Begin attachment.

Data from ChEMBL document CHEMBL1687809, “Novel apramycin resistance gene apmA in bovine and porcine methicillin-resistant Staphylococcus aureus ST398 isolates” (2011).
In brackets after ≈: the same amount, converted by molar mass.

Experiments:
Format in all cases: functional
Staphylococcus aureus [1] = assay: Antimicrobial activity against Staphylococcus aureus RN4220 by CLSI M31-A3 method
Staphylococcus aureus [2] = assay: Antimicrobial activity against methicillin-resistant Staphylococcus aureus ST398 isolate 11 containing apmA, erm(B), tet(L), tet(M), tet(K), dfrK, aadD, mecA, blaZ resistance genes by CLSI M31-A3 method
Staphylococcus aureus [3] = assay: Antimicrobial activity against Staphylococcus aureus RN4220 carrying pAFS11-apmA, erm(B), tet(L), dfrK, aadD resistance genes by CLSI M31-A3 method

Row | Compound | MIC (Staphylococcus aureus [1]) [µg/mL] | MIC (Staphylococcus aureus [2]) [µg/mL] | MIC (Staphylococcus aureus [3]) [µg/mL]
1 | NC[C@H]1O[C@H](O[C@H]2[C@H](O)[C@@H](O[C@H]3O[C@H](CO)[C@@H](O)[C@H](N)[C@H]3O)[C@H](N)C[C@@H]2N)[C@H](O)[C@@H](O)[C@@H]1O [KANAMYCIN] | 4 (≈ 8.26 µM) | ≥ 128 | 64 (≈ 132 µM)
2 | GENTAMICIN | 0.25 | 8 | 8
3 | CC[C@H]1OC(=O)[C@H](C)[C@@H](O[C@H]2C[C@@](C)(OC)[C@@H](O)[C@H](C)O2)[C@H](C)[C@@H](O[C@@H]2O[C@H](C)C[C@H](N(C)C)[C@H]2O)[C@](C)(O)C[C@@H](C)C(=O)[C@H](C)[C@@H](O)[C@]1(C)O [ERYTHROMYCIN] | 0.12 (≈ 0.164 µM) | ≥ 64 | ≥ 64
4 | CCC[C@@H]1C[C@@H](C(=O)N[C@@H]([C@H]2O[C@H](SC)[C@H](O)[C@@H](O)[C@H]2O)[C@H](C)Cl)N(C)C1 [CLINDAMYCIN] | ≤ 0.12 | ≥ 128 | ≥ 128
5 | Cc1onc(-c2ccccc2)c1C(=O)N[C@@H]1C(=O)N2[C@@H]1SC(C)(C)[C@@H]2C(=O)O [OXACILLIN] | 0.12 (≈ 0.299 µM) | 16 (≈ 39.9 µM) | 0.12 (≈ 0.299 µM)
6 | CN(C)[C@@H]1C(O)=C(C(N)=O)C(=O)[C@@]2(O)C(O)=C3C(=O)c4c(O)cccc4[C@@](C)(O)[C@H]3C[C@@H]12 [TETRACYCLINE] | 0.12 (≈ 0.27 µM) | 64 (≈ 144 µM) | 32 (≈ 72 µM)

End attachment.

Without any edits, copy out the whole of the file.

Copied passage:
Data from ChEMBL document CHEMBL1687809, “Novel apramycin resistance gene apmA in bovine and porcine methicillin-resistant Staphylococcus aureus ST398 isolates” (2011).
In brackets after ≈: the same amount, converted by molar mass.

Experiments:
Format in all cases: functional
Staphylococcus aureus [1] = assay: Antimicrobial activity against Staphylococcus aureus RN4220 by CLSI M31-A3 method
Staphylococcus aureus [2] = assay: Antimicrobial activity against methicillin-resistant Staphylococcus aureus ST398 isolate 11 containing apmA, erm(B), tet(L), tet(M), tet(K), dfrK, aadD, mecA, blaZ resistance genes by CLSI M31-A3 method
Staphylococcus aureus [3] = assay: Antimicrobial activity against Staphylococcus aureus RN4220 carrying pAFS11-apmA, erm(B), tet(L), dfrK, aadD resistance genes by CLSI M31-A3 method

Row | Compound | MIC (Staphylococcus aureus [1]) [µg/mL] | MIC (Staphylococcus aureus [2]) [µg/mL] | MIC (Staphylococcus aureus [3]) [µg/mL]
1 | NC[C@H]1O[C@H](O[C@H]2[C@H](O)[C@@H](O[C@H]3O[C@H](CO)[C@@H](O)[C@H](N)[C@H]3O)[C@H](N)C[C@@H]2N)[C@H](O)[C@@H](O)[C@@H]1O [KANAMYCIN] | 4 (≈ 8.26 µM) | ≥ 128 | 64 (≈ 132 µM)
2 | GENTAMICIN | 0.25 | 8 | 8
3 | CC[C@H]1OC(=O)[C@H](C)[C@@H](O[C@H]2C[C@@](C)(OC)[C@@H](O)[C@H](C)O2)[C@H](C)[C@@H](O[C@@H]2O[C@H](C)C[C@H](N(C)C)[C@H]2O)[C@](C)(O)C[C@@H](C)C(=O)[C@H](C)[C@@H](O)[C@]1(C)O [ERYTHROMYCIN] | 0.12 (≈ 0.164 µM) | ≥ 64 | ≥ 64
4 | CCC[C@@H]1C[C@@H](C(=O)N[C@@H]([C@H]2O[C@H](SC)[C@H](O)[C@@H](O)[C@H]2O)[C@H](C)Cl)N(C)C1 [CLINDAMYCIN] | ≤ 0.12 | ≥ 128 | ≥ 128
5 | Cc1onc(-c2ccccc2)c1C(=O)N[C@@H]1C(=O)N2[C@@H]1SC(C)(C)[C@@H]2C(=O)O [OXACILLIN] | 0.12 (≈ 0.299 µM) | 16 (≈ 39.9 µM) | 0.12 (≈ 0.299 µM)
6 | CN(C)[C@@H]1C(O)=C(C(N)=O)C(=O)[C@@]2(O)C(O)=C3C(=O)c4c(O)cccc4[C@@](C)(O)[C@H]3C[C@@H]12 [TETRACYCLINE] | 0.12 (≈ 0.27 µM) | 64 (≈ 144 µM) | 32 (≈ 72 µM)